Android isn’t largely thought of as a desktop operating system, but if you’re curious about how Google’s mobile OS works, running it on a device you already have isn’t a bad idea. This will give you an idea of what to expect on a phone or tablet, all without making a single change to your laptop or desktop since you can easily do this from a flash drive or memory card.
Step One: Prep Your Drive (or Card) and Install Android
For this guide, you’ll need a USB drive or SD card that’s at least 2GB in size. Be sure to copy anything you want off of it, because you’ll need to format it as part of this process. So everything that’s currently on the drive will be lost forever. No pressure.
With all your data backed up, you’ll need a build of the Android x86 project from here. I’m testing the 64-bit version of Android 6.0, but feel free to pick which one works best for your current setup. Click the “view” button to start the download—depending on your internet connection speed, this could take a bit of time to finish.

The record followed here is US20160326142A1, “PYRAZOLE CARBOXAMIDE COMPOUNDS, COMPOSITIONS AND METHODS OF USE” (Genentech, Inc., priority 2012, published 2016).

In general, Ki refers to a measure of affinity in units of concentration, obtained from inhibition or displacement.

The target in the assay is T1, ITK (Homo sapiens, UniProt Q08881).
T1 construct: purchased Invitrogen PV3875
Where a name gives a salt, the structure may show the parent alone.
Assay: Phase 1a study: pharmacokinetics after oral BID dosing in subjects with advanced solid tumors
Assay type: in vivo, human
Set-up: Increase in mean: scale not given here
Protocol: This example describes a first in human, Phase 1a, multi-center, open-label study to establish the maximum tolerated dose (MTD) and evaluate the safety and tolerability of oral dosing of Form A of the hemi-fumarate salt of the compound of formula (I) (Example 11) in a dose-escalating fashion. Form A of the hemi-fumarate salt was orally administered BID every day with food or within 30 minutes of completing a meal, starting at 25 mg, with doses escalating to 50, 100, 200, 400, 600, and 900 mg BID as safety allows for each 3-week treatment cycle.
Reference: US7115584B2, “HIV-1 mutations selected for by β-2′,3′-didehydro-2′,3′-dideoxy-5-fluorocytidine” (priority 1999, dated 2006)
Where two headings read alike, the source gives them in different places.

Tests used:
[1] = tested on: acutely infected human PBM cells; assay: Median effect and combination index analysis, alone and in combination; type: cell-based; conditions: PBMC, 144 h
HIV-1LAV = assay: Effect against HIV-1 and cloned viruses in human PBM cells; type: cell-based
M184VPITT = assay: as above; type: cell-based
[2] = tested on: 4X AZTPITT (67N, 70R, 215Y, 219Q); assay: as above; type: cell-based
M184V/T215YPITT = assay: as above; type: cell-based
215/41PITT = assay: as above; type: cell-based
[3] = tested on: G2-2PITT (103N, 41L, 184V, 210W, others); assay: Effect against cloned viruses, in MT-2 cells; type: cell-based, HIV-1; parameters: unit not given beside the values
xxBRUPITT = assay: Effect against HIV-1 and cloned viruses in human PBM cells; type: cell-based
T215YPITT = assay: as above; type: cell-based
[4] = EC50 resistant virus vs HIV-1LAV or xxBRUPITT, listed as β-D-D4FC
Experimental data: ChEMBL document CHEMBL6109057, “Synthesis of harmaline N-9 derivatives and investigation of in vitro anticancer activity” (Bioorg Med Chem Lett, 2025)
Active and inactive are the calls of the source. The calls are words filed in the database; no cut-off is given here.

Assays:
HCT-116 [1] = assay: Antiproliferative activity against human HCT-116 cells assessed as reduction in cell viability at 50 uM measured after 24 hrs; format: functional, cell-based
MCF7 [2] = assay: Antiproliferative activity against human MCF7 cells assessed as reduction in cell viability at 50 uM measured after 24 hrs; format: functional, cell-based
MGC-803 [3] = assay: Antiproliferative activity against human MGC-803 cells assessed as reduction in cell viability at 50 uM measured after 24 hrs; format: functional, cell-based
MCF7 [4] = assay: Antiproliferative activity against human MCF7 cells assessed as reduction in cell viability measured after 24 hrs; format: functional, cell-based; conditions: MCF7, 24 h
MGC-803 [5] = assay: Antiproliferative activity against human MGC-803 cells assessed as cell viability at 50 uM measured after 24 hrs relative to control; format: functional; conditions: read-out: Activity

While that’s downloading, you’ll also want to download Rufus, a free Windows tool that will install Android onto the flash drive for us. It’s completely portable, so download and store it wherever you want—no installation necessary.
Once everything is finished, launch Rufus. You may get a warning from Windows asking if you want to allow Rufus to make changes to your device—just click “Yes.”
With Rufus up and running, go ahead and choose your USB drive in the top dropdown box. this is a crucial step to get correct, since Rufus will erase the drive in question. If you have more than one removable drive inserted into your computer, double-check the drive letter to make sure you’re installing to the correct one!
Next, make sure “FAT32” is selected from the File System dropdown.
Lastly, tick the “Create bootable disc using” box, then select ISO Image from the dropdown.